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In the year 20XX AD...The 1st Annual Robot Tournament was held with 8 of the world's most powerful robots. But...Mr. X, the sponsor of the tournament, took control of the robots and began to Take Over the World.
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Entry #6 for the Mega Man (Classic) series, released November 1993 on the Famicom in Japan, and overseas on the NES in March 1994.

One year after the events of Mega Man 5, the First Annual Robot Tournament is being held, and people from all over the world send their own unique creations to show off to the world. Dr. Light, being a pacifist, doesn't enter Mega Man into it, but sends him along to make sure the contest runs smoothly. Everything is going well, until only the eight finalists are standing. The host of the contest, the mysterious billionaire Mr. X, takes control of the robots. He tells everyone the contest was only held so he could use the robots to conquer the world, so Mega Man must keep Mr. X and these new Robot Masters from their goal of world conquest.

Where once Rush transformed into various vehicles to help Mega Man, in this game he instead becomes an Equippable Ally by turning into one of two adaptors, combining with Mega Man to give him extra abilities with no ammo requirements. With these, Mega Man can either become the hard-hitting Power Mega Man, or use a jetpack as Jet Mega Man, both at the cost of his slide ability.

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Capcom thought that this game was too late to release for the NES due to the SNES being out by this time and wouldn't publish it in North America. Nintendo stepped in to ensure it released in the region (likely because they hosted a competition in Nintendo Power for Official Fan-Submitted Content and felt an obligation to the winners), completing the series's numbering and avoiding the awkward holes created in a certain other series whose name is abbreviated with two of the same letter. It was the last game Capcom developed for the NES.

It is available on the Nintendo 3DS Virtual Console in Japan, Europe, and the US.

Robot Masters:

  • DWN-041: Blizzard Man, weak to Flame Blast, gives Blizzard Attack
  • DWN-042: Centaur Man, weak to Knight Crusher, gives Centaur Flash
  • DWN-043: Flame Man, weak to Wind Storm, gives Flame Blast
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  • DWN-044: Knight Man, weak to Yamato Spear, gives Knight Crusher
  • DWN-045: Plant Man, weak to Blizzard Attack, gives Plant Barrier
  • DWN-046: Tomahawk Man, weak to Plant Barrier, gives Silver Tomahawk
  • DWN-047: Wind Man, weak to Centaur Flash, gives the Wind Storm
  • DWN-048: Yamato Man, weak to Silver Tomahawk, gives the Yamato Spear

Tropes:

  • Actually a Doombot: Tomahawk Man, Knight Man, Yamato Man, and Centaur Man all have robot duplicates in their stages that can be fought instead of the real boss. Mega Man still gets their signature weapons for beating the copies, but won't get the Beat parts if he defeats a duplicate instead of the real Robot Master.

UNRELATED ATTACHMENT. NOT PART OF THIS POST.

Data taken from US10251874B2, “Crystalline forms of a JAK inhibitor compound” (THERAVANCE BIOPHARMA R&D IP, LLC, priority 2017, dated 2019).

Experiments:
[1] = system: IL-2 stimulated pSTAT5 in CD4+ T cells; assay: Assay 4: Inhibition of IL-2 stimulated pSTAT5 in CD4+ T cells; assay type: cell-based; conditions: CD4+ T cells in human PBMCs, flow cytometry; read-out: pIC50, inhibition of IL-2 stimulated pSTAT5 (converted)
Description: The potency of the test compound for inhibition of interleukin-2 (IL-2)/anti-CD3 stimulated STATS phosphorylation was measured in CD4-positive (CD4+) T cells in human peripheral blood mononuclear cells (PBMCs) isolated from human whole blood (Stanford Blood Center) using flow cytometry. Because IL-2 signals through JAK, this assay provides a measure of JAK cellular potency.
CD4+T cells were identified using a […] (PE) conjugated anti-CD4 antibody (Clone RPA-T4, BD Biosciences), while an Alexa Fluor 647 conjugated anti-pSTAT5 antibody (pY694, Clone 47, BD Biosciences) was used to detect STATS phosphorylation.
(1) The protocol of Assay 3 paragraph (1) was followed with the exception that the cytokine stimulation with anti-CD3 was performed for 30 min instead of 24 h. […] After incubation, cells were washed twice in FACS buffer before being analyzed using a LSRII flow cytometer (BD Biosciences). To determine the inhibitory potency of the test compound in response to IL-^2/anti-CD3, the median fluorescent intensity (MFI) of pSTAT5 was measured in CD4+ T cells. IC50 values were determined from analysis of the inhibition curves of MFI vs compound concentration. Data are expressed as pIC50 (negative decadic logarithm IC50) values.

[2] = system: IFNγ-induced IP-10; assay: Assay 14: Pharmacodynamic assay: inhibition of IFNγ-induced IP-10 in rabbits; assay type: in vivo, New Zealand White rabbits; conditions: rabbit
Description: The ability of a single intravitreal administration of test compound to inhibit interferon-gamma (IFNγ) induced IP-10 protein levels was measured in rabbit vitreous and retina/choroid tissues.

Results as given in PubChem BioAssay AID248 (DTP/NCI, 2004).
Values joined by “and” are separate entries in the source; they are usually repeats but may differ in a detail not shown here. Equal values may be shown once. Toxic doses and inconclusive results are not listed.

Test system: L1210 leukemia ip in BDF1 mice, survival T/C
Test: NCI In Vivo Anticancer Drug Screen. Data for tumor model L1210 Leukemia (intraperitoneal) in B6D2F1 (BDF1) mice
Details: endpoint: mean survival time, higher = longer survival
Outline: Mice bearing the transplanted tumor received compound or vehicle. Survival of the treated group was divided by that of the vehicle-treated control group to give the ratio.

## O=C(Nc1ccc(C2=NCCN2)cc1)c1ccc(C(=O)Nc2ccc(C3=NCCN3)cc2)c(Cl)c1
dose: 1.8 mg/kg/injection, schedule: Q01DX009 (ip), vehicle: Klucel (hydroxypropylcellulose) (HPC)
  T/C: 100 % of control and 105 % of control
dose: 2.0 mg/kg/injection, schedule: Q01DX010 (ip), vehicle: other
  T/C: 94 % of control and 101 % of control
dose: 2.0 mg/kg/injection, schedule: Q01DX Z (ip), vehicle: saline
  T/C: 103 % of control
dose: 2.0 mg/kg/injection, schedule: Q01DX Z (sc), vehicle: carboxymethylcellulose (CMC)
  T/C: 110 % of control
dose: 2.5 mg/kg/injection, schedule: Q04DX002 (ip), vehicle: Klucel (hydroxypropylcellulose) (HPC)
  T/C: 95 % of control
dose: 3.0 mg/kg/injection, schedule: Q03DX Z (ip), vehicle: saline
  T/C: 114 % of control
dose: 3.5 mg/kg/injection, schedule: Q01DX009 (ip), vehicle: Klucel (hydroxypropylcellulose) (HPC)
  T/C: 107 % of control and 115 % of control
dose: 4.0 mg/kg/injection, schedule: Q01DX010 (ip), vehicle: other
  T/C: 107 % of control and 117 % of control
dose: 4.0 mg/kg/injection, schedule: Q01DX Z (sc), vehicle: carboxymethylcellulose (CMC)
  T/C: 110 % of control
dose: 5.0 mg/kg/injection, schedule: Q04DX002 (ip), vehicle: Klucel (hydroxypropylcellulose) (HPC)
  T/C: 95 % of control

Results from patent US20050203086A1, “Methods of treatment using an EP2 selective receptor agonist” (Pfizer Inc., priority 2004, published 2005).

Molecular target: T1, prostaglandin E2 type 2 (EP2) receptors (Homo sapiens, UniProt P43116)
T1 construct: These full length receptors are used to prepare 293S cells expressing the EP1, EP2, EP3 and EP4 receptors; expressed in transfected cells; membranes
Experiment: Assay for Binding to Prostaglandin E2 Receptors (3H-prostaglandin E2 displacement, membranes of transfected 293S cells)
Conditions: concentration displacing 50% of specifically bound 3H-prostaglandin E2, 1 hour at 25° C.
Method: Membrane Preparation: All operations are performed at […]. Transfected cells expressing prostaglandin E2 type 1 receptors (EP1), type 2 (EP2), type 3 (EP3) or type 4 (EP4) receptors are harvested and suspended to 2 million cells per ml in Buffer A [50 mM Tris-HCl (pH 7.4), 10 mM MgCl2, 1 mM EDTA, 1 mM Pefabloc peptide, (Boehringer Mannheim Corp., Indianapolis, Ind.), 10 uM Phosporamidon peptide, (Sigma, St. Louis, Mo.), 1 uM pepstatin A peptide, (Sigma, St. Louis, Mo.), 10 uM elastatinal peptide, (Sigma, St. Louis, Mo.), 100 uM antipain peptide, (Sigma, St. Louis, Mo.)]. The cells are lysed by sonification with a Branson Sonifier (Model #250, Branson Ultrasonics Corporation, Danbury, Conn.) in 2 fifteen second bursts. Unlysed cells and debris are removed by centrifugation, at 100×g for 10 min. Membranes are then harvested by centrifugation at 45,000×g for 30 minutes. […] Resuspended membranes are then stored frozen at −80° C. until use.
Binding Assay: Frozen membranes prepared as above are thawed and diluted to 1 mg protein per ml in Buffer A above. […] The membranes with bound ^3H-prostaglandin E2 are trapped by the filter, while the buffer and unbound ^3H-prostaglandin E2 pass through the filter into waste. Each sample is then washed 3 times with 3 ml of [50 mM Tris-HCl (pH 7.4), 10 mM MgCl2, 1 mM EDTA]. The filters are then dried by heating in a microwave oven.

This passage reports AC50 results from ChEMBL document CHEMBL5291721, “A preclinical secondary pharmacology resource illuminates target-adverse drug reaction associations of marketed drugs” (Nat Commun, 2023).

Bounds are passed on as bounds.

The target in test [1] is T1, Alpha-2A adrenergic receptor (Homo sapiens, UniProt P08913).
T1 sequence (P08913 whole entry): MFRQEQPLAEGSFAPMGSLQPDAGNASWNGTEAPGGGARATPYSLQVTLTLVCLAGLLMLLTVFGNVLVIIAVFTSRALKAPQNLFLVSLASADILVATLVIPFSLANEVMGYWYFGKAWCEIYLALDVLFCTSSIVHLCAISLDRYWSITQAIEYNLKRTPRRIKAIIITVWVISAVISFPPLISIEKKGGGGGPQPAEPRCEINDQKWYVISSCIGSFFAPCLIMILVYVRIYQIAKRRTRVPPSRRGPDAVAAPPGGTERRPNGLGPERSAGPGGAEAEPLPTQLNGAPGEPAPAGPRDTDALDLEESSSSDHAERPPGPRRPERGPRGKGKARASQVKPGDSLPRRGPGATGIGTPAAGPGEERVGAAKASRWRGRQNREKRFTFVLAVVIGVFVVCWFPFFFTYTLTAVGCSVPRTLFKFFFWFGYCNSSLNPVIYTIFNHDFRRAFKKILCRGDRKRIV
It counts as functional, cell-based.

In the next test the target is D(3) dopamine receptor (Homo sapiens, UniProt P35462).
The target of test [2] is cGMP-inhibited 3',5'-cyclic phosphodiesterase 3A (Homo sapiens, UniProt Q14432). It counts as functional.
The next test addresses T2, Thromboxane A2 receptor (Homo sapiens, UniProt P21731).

• Advancing Boss of Doom: Metonger Z, the third Mr. X boss, constantly chases Mega Man across an infinitely scrolling background. Also applies to a lesser extent with the Gorilla Tank miniboss, Tank CSII, and Wily Machine 6.
  • Americans Are Cowboys: The United States in this game is represented by a secret government facility in Cowboy Lane, Texas.
  • Anti-Frustration Features:
    • The Rush Adaptors appear to have been introduced to be this, both able to be used without weapon energy; Jet Mega Man can fly high and over short distances for a limited time, replacing the Rush Spring and Rush Jet, while Power Mega Man can break Suspiciously Cracked Walls, instead of having to use the game's heavy-hitting or bomb weapons.
    • Also the first game to introduce the long overdue Energy Balancer, able to automatically distribute excess weapon energy collected into the weapon that needs it the most. Suffice it to say, it quickly became a series staple from that point forward.
  • Armor-Piercing Attack: The Power Adaptor. The Yamato Spear is also capable of penetrating some shielded enemies, and completely ignores Knight Man's shield.
  • Attack Reflector: The Power Adaptor can reflect a handful of specific enemy projectiles, leading to a few fancy ways of defeating certain threats.
  • Black Knight: Knight Man, although he may have been a Knight in Shining Armor before Mr. X reprogrammed him.
  • Blow You Away: Wind Man's stage has giant fans that can blow Mega Man around; also, Wind Man himself (though ironically he prefers to pull Mega Man towards him ala 4 Dust Man).
  • Bonus Boss: Gamarn and Gamadayu, an optional miniboss in Yamato Man's stage that can only be reached with the Power Adapter.
  • Bookends: The final line in the ending of the first NES game implores Mega Man to fight "for everlasting peace." The final line in the ending for the final NES game comments on how, now that Wily is finally behind bars, "The world is finally at peace."
  • The Cameo: Proto Man makes The Cameo in Tomahawk Man's stage to give Mega Man the Energy Balancer, his only appearance in the entire game.
  • Chicken Walker: The Dachone Ltd. Ed. from Yamato Man's stage, a downgraded version of the original Dachone from Mega Man 5.